The Sorry Scholar’s Best Tracks of February 2020

Well well well, what a month. The Strokes return. The Avalanches return. New music from Perfume Genius, Dirty Projectors, Car Seat Headrest, US Girls, La Roux, Kesha, Carly Rae Jepsen, Phoebe Bridgers, Gorillaz, Grimes and Mark Kozelek… what is going on?? Newcomers DJ Knuf, 100 Gecs, Emma Jean-Thackray and Ian William Craig drop gorgeous new songs and that’s all without mentioning a multitude of slaps from Denzel Curry, Nicolas Jaar and Pop Smoke, who we sadly lost this month… This one’s for him 💨 Find the Apple Music and Spotify playlists below: 

Screenshot 2020-02-26 at 18.23.36

We love all of these songs, but here’s more on five of the standouts:

Spotlight on Five:

Strokes – At The Door

There have been The Strokes comebacks before, several of them, and so we’ve had the enough practice to know to err on the side of caution. But this one is special. With thick and minimal production, built around a gently strummed guitar and fat synth line alone, Casablancas gives one of his most convincing vocal performances in a decade – perhaps because it sounds like he means what he’s singing about this time: “lonely after light/You begged me not to go/Sinking like a stone/Use me like an oar/And get yourself to shore” tells a potent tale of isolation, and self sacrifice.

U.S. Girls – Four American Dollars

One of the best things about U.S. Girls’ brand of music is that it thoroughly busts the myth of protest music as the sole reserve of bearded white men weaponising their 12 string guitar. Pete Seeger never produced something as outright entertaining as Meghan Remy’s funky as fuck new single; which opens with a crunchy 808 and looped strings which sound like a crate-diggers dream, and grows into a sharp, witty act of solidarity with the American underclass. Continuing her devotion to the immigration population, the sexually chaste and the economically oppressed, with scant lyrics that say more with few words than most politically-focussed artists do across their entire diatribe-ridden records, Remy throws conservative slogans right back at them: after all, “you gotta have boots, if you wanna lift those bootstraps”.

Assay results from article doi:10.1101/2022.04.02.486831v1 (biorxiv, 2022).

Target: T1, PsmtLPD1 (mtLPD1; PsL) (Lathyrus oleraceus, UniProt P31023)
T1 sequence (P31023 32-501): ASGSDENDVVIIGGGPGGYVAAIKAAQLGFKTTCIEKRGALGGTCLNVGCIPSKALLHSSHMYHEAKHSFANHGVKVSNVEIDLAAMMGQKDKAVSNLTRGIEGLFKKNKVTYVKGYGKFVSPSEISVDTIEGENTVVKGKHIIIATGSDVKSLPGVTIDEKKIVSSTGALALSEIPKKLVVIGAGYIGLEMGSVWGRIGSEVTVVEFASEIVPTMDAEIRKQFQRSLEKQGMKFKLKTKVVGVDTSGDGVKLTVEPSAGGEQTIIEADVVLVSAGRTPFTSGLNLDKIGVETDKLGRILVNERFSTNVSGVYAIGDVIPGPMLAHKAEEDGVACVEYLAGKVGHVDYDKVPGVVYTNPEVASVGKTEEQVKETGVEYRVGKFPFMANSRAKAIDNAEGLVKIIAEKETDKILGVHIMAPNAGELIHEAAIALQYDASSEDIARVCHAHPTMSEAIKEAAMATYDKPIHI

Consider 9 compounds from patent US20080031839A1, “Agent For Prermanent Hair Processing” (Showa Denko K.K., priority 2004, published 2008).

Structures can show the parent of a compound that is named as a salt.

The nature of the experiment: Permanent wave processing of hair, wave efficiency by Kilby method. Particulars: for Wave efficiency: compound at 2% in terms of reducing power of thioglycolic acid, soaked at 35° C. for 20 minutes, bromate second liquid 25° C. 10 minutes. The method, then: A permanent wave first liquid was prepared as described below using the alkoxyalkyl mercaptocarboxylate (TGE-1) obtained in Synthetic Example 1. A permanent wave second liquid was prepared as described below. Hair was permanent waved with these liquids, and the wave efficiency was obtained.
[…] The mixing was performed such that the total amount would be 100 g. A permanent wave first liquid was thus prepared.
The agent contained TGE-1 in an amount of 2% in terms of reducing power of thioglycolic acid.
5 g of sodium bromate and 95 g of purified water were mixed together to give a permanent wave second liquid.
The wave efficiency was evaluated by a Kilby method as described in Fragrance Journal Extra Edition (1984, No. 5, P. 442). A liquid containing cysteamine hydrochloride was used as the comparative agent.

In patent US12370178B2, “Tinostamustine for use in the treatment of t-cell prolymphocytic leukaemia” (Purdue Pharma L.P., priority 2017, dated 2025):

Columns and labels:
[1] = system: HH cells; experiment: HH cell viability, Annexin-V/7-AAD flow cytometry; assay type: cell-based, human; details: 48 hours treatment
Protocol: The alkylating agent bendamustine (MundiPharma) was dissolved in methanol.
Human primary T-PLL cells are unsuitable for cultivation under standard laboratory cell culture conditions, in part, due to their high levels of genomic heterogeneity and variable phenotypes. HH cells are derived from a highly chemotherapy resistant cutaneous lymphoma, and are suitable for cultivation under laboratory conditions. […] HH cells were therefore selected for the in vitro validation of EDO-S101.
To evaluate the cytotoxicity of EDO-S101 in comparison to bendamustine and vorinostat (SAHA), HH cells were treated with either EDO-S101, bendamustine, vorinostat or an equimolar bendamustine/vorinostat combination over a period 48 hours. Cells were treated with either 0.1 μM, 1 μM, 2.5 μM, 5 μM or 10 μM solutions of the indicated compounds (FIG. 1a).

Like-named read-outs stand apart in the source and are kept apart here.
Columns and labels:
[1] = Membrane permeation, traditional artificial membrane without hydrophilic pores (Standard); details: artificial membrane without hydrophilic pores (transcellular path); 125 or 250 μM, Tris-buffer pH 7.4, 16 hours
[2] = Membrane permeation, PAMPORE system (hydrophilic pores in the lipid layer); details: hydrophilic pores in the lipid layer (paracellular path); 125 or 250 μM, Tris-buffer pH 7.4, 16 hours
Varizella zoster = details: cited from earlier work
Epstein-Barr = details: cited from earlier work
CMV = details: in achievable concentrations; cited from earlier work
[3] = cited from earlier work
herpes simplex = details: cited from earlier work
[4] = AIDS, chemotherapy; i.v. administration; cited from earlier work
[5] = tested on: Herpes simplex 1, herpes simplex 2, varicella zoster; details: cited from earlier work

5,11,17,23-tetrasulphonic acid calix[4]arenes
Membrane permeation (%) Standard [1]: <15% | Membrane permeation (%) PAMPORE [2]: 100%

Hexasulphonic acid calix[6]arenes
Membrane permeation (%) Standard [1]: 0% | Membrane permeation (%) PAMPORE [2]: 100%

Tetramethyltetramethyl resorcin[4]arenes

The Avalanches & Devonte Hynes – We Will Always Love You

The Avalanches’ mission statement and the concept of the entire plunderphonics scene has always been implied – in between the nostalgia a record crackle, and the affectionate retooling of a thousand samples from across popular music – but never conceptualised so assertively as upon their comeback single: “Every voice ever played on the radio over the last 100 years now exists in the stars; the transmissions of these singers are forever floating around out there, lost in the cosmos, endlessly traveling. Tonight Smokey Robinson duets with Dev Hynes and The Roches”. Masterfully, the Avalanches recognised the beauty of The Roches’ 1979 folk ballad ‘Hammond Song’ but turned those Celtic harmonies into something cosmic, an ascendent R&B cut which Dev Hynes weaves himself into as if it were an original.

Willie Nelson – First Rose of Spring

Releasing his 70th album on the eve of his 87th birthday, Willie Nelson is a towering inspiration for musicians who were told the well of inspiration only ran so deep, and for those of us who struggle to walk the stairs at 25. ‘First Rose of Spring’ is a heavy dose of the former; a gorgeous ballad with a mournful soulful guitar, and Nelson’s voice close in the mix, delivering wistfully a tale of love by sunlight.

Emma-Jean Thackray – Rain Dance/Wisdom

London composer, producer, multi-instrumentalist, singer, bandleader and DJ Emma Thackray is at ease working with the London symphony orchestra as she would be debuting a mix of NTS; but this sleek jazz cut debuts a multitude of her talents without compromising on the warmth and playfulness which many polymaths intellectualise out of their songs. ‘Rain Dance’ begins as a lolloping piece of lounge jazz, with her talent behind the decks hinted at through an ominous dub baseline alone – but intensity of the music develops in the ‘Wisdom’ portion of the song, which thickens the sound with the presence of a throbbing trombone and quickens the pace with a piercing sax line and a furious drum pattern – all of which explain without words why Thackray is one of the most promising new talents in the bristling London jazz scene.

Words by Liam Inscoe – Jones with thanks to Ellie Freedman.

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